Target Corp. plans to increase its number of Black employees by 20% over the next three years as part of its growing efforts to build a more diverse and inclusive company, executives said.
The Minneapolis retailer on Thursday announced its latest commitment to racial equity as it also made public more detailed information about the ethnic and gender makeup of its employees and leaders.
Target's total workforce last year was 360,000, with 25% of employees Latino, 15% Black, 5% Asian and 5% people who identified as mixed race, American Indian or other underrepresented groups.
However, the diversity is less the higher the position, with 61% of managers, 71% of company officers and 75% of Target's leadership team being white. For example, Black employees account for only 5% of Target's executives or senior level officials and managers.
"That data really reveals the need for some additional focus on the advancement and retention of our Black team members," said Kiera Fernandez, Target's vice president of human resources and chief diversity and inclusion officer. "So in addition to sharing this workforce diversity data in a disaggregated way, we know that we also have to make some systemic changes to increase the representation of our Black team members across the company."
Target is more balanced in terms of gender diversity with 58% of all employees and 42% of its leadership team being female.
Census numbers show that the largest minority groups in the U.S. are Latinos, who make up 18.5% of the population, and Black people, who make up about 13%.
Thursday's diversity report was the most detailed Target has ever released. Company executives said the company will start to release the details annually.
After the Memorial Day death of George Floyd while in custody of Minneapolis police, Target announced a range of initiatives to address racial inequity within its company and surrounding communities.
The retailer pledged $10 million to social justice organizations and community-rebuilding efforts after unrest — during which Target's Lake Street store was destroyed — and protests following Floyd's death. Target also established a Racial Equity Action and Change (REACH) committee whose action plan includes sourcing more products from Black creators.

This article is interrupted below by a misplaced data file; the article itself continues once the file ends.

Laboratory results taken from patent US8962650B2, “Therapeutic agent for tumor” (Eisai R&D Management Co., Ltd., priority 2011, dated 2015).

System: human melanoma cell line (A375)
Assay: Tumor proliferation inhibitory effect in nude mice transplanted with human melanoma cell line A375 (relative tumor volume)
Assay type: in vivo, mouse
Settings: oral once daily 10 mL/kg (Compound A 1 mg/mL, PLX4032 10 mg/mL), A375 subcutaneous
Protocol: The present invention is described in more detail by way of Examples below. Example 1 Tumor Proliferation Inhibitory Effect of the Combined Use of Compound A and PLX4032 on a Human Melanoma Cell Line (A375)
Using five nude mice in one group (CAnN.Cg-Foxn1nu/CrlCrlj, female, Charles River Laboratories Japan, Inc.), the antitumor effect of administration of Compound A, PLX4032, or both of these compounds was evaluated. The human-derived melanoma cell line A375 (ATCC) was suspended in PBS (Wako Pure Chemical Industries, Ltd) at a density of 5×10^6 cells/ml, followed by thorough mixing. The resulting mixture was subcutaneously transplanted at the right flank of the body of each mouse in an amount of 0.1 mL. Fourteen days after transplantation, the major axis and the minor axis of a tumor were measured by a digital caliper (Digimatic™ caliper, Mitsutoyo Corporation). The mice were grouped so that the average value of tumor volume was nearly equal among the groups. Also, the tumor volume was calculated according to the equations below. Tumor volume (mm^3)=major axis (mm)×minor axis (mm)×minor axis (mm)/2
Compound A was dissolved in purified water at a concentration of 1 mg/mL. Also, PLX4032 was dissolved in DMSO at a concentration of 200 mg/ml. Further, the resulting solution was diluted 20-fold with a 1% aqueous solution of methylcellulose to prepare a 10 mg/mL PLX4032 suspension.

Target has been subject to accusations of racial bias, such as in July when a Muslim woman filed a discrimination complaint against Target after a Starbucks barista at a St. Paul store wrote "ISIS" on her cup instead of her name, Aishah. Target said the incident was unintentional.
As part of its REACH goals, Target announced Thursday its plans to help increase advancement opportunities and reduce the turnover of Black employees by providing them with broader pathways to advance in the company, strengthening the network of mentors, and developing programs to hire and retain Black workers in positions with historically low levels of representation, including technology, data sciences, merchandising and marketing.
The company also plans to enhance bias training it already conducts and offer anti-racist training for employees to help foster a more inclusive workplace.
"One of the things I'm particularly proud of is our longstanding commitment to diversity, equity and inclusion at Target," said Melissa Kremer, Target's chief human resources officer. "It's absolutely core to who we are. … We believe it's imperative to give everyone access to the same opportunities and also really focus on fostering a culture where all people are respected and valued."
Last month, Richfield retailer Best Buy made public its plans to hire more than 1,000 new tech employees in the next couple of years and pledged that 30% will be people of color or women.